Looking at the written word abstractly, we see squiggles on page. Yet with each stroke of the keys, there is a sound attached to the letters, meaning linked to the words, syncopated, staccato or legato. Sometimes we read banalities; words are cheap and silence is golden.

Other times the melody breaks through the fog and we hear the beginnings of a symphony.

“At either of those places…”

“At either of those places you felt that you were taking part in a crusade. That was the only word for it although it was a word that had been so worn and abused that it no longer gave its true meaning. You felt, in spite of all bureaucracy and inefficiency and party strife something that was like the feeling you expected to have and did not have when you made your first communion. It was a feeling of consecration to a duty toward all of the oppressed of the world which would be as difficult and embarrassing to speak about as religious experience and yet it was authentic as the feeling you had when you heard Bach, or stood in Chartres Cathedral or the Cathedral at León and saw the light coming through the great windows; or when you saw Mantegna and Greco and Brueghel in the Prado. It gave you part of something that you could believe in wholly and completely and in which you felt an absolute brotherhood with the others who were engaged in it. It was something that you had never known before but that you had experienced now and you gave such importance to it and the reasons for it that your own death seemed of complete unimportance; only a thing to be avoided because it would interfere with the performance of your duty. But the best thing was that there was something you could do about this feeling and this necessity too. You could fight.”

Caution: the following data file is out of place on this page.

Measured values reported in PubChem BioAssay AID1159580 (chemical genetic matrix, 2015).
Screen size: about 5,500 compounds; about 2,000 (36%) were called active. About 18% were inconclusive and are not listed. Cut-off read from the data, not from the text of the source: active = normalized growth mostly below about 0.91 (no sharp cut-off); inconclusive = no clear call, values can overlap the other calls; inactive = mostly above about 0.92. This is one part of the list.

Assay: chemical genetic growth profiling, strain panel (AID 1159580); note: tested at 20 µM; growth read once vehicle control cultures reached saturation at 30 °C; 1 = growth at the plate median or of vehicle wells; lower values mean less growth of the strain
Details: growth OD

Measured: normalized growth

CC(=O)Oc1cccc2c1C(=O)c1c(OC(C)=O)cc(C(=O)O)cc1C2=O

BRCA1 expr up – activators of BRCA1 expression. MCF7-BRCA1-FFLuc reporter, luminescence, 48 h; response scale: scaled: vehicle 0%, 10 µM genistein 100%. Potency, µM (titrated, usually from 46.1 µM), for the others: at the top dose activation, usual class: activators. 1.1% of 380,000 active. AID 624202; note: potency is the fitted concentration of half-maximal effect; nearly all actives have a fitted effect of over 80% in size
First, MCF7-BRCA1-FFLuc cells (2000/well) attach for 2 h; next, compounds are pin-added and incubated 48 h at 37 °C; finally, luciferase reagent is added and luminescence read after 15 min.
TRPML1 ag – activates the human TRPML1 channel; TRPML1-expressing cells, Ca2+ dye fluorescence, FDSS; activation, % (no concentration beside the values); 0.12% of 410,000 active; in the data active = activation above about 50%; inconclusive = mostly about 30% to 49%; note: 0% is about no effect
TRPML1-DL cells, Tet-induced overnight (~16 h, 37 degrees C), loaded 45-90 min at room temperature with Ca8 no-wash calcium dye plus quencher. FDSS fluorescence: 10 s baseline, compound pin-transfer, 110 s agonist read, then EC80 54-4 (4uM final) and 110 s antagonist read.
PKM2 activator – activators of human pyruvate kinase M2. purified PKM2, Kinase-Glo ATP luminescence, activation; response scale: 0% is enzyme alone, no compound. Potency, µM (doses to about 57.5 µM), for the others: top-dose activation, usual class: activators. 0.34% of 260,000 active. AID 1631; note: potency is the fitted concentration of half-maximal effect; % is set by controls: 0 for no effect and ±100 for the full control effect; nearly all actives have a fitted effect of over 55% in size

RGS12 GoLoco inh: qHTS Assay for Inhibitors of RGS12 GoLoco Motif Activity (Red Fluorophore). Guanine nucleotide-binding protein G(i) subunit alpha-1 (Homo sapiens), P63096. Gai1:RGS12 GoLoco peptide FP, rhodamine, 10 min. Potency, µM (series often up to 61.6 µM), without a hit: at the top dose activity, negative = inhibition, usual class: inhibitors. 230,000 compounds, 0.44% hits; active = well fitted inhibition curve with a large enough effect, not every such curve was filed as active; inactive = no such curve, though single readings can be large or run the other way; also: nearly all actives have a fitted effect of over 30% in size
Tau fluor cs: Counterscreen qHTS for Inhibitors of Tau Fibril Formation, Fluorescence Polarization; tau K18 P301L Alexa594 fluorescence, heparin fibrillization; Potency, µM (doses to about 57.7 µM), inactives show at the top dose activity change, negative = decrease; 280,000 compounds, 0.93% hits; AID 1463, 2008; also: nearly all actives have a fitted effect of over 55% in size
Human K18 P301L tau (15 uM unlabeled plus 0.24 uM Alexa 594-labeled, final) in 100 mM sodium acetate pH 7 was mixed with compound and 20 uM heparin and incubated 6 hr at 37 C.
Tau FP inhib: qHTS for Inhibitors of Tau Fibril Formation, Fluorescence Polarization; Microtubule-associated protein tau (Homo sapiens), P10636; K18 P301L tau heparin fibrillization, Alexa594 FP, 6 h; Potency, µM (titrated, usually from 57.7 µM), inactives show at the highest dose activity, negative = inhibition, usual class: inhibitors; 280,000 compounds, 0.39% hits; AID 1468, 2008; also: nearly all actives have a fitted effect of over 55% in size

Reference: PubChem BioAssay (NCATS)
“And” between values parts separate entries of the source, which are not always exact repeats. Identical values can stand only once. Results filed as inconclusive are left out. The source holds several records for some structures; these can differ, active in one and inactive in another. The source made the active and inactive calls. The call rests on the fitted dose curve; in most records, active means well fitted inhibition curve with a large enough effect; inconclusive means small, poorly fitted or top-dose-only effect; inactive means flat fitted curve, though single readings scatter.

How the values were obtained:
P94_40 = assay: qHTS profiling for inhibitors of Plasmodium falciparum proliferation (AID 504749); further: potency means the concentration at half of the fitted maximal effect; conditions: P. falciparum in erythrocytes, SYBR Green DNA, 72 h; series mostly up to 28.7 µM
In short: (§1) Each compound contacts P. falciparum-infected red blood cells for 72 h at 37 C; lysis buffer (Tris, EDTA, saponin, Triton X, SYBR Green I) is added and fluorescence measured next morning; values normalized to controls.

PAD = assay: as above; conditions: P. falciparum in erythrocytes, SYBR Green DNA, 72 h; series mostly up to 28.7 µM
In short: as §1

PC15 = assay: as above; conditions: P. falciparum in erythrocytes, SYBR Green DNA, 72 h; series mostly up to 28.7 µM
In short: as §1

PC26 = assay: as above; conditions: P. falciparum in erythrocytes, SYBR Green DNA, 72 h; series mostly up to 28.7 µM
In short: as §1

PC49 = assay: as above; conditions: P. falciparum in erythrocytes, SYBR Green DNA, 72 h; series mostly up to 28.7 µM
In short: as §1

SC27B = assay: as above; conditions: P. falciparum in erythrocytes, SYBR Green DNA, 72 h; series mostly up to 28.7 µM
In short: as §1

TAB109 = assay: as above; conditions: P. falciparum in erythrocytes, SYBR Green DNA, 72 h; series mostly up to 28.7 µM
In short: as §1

For Whom the Bell Tolls, Ernest Hemingway, Ch. 18

Reflections on the November Project

When I decided at the end of October that I would be writing in my blog every day for November, I didn’t know what I was getting into. I knew it was going to be challenging, but I wasn’t sure exactly what the content would be and how it would take shape.

I think the hardest part was there were some days when I just did not feel like writing at all. It was tough to come up with something on those days and to overcome the temptation to quit.

The best part was seeing the writing process become easier. After about three weeks, I felt like I got into a groove, and posting every day didn’t seem too hard. I loved watching my writing evolve too.

The most regrettable part was that in writing every day, I let some other things fall through the cracks…like keeping in touch with far away friends. That may be December’s Project.